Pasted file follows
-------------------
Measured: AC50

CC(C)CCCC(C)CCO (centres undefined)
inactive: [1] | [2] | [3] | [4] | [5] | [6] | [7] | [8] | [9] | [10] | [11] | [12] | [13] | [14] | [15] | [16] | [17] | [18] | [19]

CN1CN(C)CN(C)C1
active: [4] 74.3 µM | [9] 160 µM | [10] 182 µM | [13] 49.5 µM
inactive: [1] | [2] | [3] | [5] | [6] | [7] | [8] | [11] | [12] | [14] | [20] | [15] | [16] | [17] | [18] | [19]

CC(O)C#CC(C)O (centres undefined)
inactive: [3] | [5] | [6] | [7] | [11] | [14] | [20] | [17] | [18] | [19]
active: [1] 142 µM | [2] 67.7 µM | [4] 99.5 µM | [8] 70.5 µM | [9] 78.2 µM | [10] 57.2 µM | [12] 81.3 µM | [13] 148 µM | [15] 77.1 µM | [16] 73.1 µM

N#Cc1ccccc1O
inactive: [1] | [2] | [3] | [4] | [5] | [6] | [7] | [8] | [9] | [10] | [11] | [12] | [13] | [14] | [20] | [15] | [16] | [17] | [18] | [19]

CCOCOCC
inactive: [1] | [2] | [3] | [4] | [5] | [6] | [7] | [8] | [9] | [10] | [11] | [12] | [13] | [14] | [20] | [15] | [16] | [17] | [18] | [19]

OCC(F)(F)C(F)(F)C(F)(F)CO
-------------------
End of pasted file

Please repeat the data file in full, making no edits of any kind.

Measured: AC50

CC(C)CCCC(C)CCO (centres undefined)
inactive: [1] | [2] | [3] | [4] | [5] | [6] | [7] | [8] | [9] | [10] | [11] | [12] | [13] | [14] | [15] | [16] | [17] | [18] | [19]

CN1CN(C)CN(C)C1
active: [4] 74.3 µM | [9] 160 µM | [10] 182 µM | [13] 49.5 µM
inactive: [1] | [2] | [3] | [5] | [6] | [7] | [8] | [11] | [12] | [14] | [20] | [15] | [16] | [17] | [18] | [19]

CC(O)C#CC(C)O (centres undefined)
inactive: [3] | [5] | [6] | [7] | [11] | [14] | [20] | [17] | [18] | [19]
active: [1] 142 µM | [2] 67.7 µM | [4] 99.5 µM | [8] 70.5 µM | [9] 78.2 µM | [10] 57.2 µM | [12] 81.3 µM | [13] 148 µM | [15] 77.1 µM | [16] 73.1 µM

N#Cc1ccccc1O
inactive: [1] | [2] | [3] | [4] | [5] | [6] | [7] | [8] | [9] | [10] | [11] | [12] | [13] | [14] | [20] | [15] | [16] | [17] | [18] | [19]

CCOCOCC
inactive: [1] | [2] | [3] | [4] | [5] | [6] | [7] | [8] | [9] | [10] | [11] | [12] | [13] | [14] | [20] | [15] | [16] | [17] | [18] | [19]

OCC(F)(F)C(F)(F)C(F)(F)CO